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Advice and techniques that you need to get the job done.
Looking for ways to streamline your work so that you can focus on maximizing your time? In Depth provides specific, tested, and proven solutions to the problems you run into every day–things other books ignore or oversimplify. This is the one book that you can rely on to answer all the...
Advice and techniques that you need to get the job done.
Looking for ways to streamline your work so that you can focus on maximizing your time? In Depth provides specific, tested, and proven solutions to the problems you run into every day–things other books ignore or oversimplify. This is the one book that you can rely on to answer all the questions you have now and will have in the future.
In Depth offers:
COVERS: FileMaker® Pro
INTRODUCTION: Welcome to FileMaker Pro 10Introduction: Welcome to FileMaker Pro 10 Best of Three Worlds
Welcome to the world of FileMaker Pro 10. By simply browsing through this book, you’re sure to have seen the word database. We cover what databases are in the rest of this book, but one of the first things you need to understand about FileMaker Pro 10 is that it is far more than just a database application.
FileMaker Pro 10 is nearly unique in the world of software. It is a powerful database system that can manage and store a wide range of information—it’s an application for end users (like Microsoft Excel or Intuit’s Quicken), and it’s also a robust rapid application software development platform.
When you hear people speak about FileMaker, keep in mind they might be viewing it from any one of these different perspectives. An IT professional likely sees FileMaker as a database engine that fits into a larger security and network infrastructure. An end user is probably thinking about a specific solution built in FileMaker Pro and how it helps make her work more efficient. A software developer might see FileMaker as one of many tools he employs in building a wide range of applications.
This book was written with an eye toward the FileMaker developer community. If you’re mostly interested in learning how to use the essential features of the FileMaker application, though, this book might not be for you. Although we’ve included some introductory chapters to be as comprehensive as possible, we’ve chosen to focus on an audience that we assume is largely familiar with the essential operations of FileMaker already and is interested mostly in topics for the beginning to advanced developer.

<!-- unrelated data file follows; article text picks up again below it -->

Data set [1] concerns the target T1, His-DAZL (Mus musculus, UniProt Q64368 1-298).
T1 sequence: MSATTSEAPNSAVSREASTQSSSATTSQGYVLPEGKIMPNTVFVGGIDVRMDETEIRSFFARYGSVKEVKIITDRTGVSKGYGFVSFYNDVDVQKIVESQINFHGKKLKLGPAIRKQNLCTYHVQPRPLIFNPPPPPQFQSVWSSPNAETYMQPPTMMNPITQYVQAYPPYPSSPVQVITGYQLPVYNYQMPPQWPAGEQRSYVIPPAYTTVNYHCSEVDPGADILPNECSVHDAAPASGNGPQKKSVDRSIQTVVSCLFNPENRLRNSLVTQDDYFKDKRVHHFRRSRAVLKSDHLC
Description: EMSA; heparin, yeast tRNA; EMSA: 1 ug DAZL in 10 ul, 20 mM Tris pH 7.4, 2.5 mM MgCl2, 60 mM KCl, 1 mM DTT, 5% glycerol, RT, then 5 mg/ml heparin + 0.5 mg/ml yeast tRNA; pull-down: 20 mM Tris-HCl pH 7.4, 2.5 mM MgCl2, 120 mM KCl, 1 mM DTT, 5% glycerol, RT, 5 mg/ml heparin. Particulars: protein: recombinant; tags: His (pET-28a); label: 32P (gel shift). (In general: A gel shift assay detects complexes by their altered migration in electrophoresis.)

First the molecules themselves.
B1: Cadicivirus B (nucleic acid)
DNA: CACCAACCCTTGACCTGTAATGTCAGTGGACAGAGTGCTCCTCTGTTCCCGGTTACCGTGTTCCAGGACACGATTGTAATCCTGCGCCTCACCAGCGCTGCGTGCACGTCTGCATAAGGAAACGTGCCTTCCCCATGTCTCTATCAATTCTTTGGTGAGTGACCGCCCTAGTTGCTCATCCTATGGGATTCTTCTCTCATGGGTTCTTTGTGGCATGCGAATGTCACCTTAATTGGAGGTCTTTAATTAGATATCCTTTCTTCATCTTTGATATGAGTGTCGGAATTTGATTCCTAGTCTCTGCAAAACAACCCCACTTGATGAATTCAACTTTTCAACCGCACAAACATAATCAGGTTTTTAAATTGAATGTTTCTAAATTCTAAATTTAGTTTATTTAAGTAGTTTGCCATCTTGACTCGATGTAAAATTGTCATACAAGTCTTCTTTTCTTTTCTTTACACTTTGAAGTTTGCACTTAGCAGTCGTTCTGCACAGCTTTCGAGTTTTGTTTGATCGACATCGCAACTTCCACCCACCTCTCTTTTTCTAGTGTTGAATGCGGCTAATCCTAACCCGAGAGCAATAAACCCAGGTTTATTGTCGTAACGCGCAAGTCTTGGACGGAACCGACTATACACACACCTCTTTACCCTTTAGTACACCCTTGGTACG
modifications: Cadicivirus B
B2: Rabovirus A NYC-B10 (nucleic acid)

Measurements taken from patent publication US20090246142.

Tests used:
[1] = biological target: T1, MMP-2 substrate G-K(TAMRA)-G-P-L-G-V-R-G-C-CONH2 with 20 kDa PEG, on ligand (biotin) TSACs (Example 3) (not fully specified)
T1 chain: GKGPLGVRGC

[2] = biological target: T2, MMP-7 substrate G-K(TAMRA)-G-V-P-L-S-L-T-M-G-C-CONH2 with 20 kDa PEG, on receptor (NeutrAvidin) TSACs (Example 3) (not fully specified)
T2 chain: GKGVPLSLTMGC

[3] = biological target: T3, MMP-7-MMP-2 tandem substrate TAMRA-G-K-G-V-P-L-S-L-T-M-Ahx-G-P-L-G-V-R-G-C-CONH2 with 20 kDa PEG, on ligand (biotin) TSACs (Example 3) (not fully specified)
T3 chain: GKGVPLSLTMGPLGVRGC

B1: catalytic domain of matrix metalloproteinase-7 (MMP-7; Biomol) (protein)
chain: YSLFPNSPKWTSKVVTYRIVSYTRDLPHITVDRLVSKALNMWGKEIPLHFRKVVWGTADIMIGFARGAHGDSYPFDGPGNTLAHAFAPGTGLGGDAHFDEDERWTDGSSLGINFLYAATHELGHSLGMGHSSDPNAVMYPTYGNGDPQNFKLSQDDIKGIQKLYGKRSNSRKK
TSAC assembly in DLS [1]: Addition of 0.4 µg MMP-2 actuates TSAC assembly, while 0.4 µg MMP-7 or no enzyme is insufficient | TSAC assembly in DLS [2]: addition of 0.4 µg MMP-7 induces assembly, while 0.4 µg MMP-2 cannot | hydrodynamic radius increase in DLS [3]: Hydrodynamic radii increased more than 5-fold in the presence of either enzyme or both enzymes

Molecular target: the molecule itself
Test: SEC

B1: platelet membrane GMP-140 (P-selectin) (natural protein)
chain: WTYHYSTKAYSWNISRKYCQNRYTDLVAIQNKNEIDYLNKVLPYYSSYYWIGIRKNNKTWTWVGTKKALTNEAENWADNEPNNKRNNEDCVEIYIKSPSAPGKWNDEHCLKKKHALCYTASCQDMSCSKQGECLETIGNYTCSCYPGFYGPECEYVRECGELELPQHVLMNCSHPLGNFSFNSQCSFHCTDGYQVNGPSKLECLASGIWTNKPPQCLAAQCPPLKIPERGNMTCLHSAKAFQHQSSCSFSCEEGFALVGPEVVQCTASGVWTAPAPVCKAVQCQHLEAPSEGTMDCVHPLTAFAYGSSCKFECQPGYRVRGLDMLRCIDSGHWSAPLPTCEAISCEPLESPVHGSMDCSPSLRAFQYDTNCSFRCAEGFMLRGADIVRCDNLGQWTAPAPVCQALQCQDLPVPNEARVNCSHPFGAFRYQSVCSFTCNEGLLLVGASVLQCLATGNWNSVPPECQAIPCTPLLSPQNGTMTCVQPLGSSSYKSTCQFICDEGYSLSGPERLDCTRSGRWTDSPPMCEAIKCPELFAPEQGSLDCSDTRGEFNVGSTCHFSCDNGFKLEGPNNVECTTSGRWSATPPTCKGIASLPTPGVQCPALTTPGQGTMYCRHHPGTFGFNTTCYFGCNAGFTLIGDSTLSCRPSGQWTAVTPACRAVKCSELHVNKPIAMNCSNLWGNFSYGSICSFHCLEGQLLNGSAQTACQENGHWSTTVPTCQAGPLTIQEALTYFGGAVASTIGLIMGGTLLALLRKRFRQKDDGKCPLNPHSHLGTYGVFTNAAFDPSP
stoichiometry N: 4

How This Book Is Organized
FileMaker Pro 10 In Depth is divided into five parts, organized into something like a tree. Part I, “Getting Started with FileMaker 10,” and Part II, “Developing Solutions with FileMaker,” constitute the “trunk” of the tree; they cover fundamental material that we recommend everyone read.
Subsequent parts branch out from this base. Part III, “Developer Techniques,” focuses on using FileMaker’s features to develop complete, robust database applications. Part IV, “Data Integration and Publishing,” covers getting data into and out of FileMaker. And Part V, “Deploying a FileMaker Solution,” covers options for making a FileMaker solution accessible to others.
The following sections describe the five parts of FileMaker Pro 10 In Depth and the topics they cover.
Part I: Getting Started with FileMaker 10
Part II is intended to introduce you to the fundamental techniques of database application development using FileMaker Pro and FileMaker Pro Advanced. Chapters 5 through 7 cover the theory and practice of designing and building database systems with multiple data tables. Chapters 8 through 10 introduce you to foundational concepts in application and reporting logic.
The chapters in Part III delve deeper into individual topics in advanced FileMaker application development. We build on earlier chapters by exploring more complex uses of portals, calculations, and scripts. We also offer chapters that help you ready your FileMaker solutions for multiuser deployment, and we examine the still-important issue of conversion from previous versions.
Part IV covers technologies and capabilities that allow FileMaker to share data, either by exchanging data with other applications, or by exporting and publishing data, for example, via ODBC, JDBC, and the Web.
Part V delves into the choices you have for how to deploy a FileMaker database, including deployment via FileMaker Server and via kiosk or runtime mode using FileMaker Developer.
This book includes the following special features:
Most of the examples in this book are based on the FileMaker Starter Solutions that are installed automatically for you when you install FileMaker. Thus, you already have most of the files. In some cases, additional files or additional code has been added to the Starter Solutions as described in this book. These files can be downloaded from filemakerindepth.com. You can also download them from the publisher’s website at http://www.informit.com/title/9780789739469.